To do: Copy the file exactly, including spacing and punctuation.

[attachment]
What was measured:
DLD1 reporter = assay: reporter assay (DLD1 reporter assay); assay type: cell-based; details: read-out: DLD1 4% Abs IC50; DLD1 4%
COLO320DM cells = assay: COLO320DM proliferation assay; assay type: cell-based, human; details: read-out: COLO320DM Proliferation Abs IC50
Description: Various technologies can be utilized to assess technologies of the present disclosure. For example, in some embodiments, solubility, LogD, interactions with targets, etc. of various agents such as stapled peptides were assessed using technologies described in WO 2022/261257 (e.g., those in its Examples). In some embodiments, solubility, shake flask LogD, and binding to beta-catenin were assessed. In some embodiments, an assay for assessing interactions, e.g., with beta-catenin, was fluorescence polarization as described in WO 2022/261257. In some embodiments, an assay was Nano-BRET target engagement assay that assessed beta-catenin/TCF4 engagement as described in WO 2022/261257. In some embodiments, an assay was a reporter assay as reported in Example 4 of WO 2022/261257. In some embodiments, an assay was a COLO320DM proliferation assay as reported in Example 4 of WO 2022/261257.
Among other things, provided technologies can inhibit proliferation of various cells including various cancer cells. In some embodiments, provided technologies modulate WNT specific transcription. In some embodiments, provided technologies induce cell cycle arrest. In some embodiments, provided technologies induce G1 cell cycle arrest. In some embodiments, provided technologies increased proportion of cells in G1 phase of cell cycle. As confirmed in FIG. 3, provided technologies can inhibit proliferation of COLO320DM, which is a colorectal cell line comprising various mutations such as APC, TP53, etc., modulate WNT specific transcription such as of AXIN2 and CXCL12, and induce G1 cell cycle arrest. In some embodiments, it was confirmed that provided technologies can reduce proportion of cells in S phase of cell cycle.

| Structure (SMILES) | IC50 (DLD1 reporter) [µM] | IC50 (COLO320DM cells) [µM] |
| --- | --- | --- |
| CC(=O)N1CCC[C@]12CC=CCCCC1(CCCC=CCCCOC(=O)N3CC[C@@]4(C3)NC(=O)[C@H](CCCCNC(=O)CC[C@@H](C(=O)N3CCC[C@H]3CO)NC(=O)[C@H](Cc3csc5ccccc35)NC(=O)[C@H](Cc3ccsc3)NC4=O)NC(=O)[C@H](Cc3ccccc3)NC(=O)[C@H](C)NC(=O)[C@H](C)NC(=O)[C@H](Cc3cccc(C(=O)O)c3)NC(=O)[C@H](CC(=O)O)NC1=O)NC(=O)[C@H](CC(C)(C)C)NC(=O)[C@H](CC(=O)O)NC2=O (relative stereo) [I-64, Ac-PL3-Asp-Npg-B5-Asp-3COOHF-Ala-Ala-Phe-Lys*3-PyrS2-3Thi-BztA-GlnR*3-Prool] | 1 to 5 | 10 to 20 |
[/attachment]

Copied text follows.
What was measured:
DLD1 reporter = assay: reporter assay (DLD1 reporter assay); assay type: cell-based; details: read-out: DLD1 4% Abs IC50; DLD1 4%
COLO320DM cells = assay: COLO320DM proliferation assay; assay type: cell-based, human; details: read-out: COLO320DM Proliferation Abs IC50
Description: Various technologies can be utilized to assess technologies of the present disclosure. For example, in some embodiments, solubility, LogD, interactions with targets, etc. of various agents such as stapled peptides were assessed using technologies described in WO 2022/261257 (e.g., those in its Examples). In some embodiments, solubility, shake flask LogD, and binding to beta-catenin were assessed. In some embodiments, an assay for assessing interactions, e.g., with beta-catenin, was fluorescence polarization as described in WO 2022/261257. In some embodiments, an assay was Nano-BRET target engagement assay that assessed beta-catenin/TCF4 engagement as described in WO 2022/261257. In some embodiments, an assay was a reporter assay as reported in Example 4 of WO 2022/261257. In some embodiments, an assay was a COLO320DM proliferation assay as reported in Example 4 of WO 2022/261257.
Among other things, provided technologies can inhibit proliferation of various cells including various cancer cells. In some embodiments, provided technologies modulate WNT specific transcription. In some embodiments, provided technologies induce cell cycle arrest. In some embodiments, provided technologies induce G1 cell cycle arrest. In some embodiments, provided technologies increased proportion of cells in G1 phase of cell cycle. As confirmed in FIG. 3, provided technologies can inhibit proliferation of COLO320DM, which is a colorectal cell line comprising various mutations such as APC, TP53, etc., modulate WNT specific transcription such as of AXIN2 and CXCL12, and induce G1 cell cycle arrest. In some embodiments, it was confirmed that provided technologies can reduce proportion of cells in S phase of cell cycle.

| Structure (SMILES) | IC50 (DLD1 reporter) [µM] | IC50 (COLO320DM cells) [µM] |
| --- | --- | --- |
| CC(=O)N1CCC[C@]12CC=CCCCC1(CCCC=CCCCOC(=O)N3CC[C@@]4(C3)NC(=O)[C@H](CCCCNC(=O)CC[C@@H](C(=O)N3CCC[C@H]3CO)NC(=O)[C@H](Cc3csc5ccccc35)NC(=O)[C@H](Cc3ccsc3)NC4=O)NC(=O)[C@H](Cc3ccccc3)NC(=O)[C@H](C)NC(=O)[C@H](C)NC(=O)[C@H](Cc3cccc(C(=O)O)c3)NC(=O)[C@H](CC(=O)O)NC1=O)NC(=O)[C@H](CC(C)(C)C)NC(=O)[C@H](CC(=O)O)NC2=O (relative stereo) [I-64, Ac-PL3-Asp-Npg-B5-Asp-3COOHF-Ala-Ala-Phe-Lys*3-PyrS2-3Thi-BztA-GlnR*3-Prool] | 1 to 5 | 10 to 20 |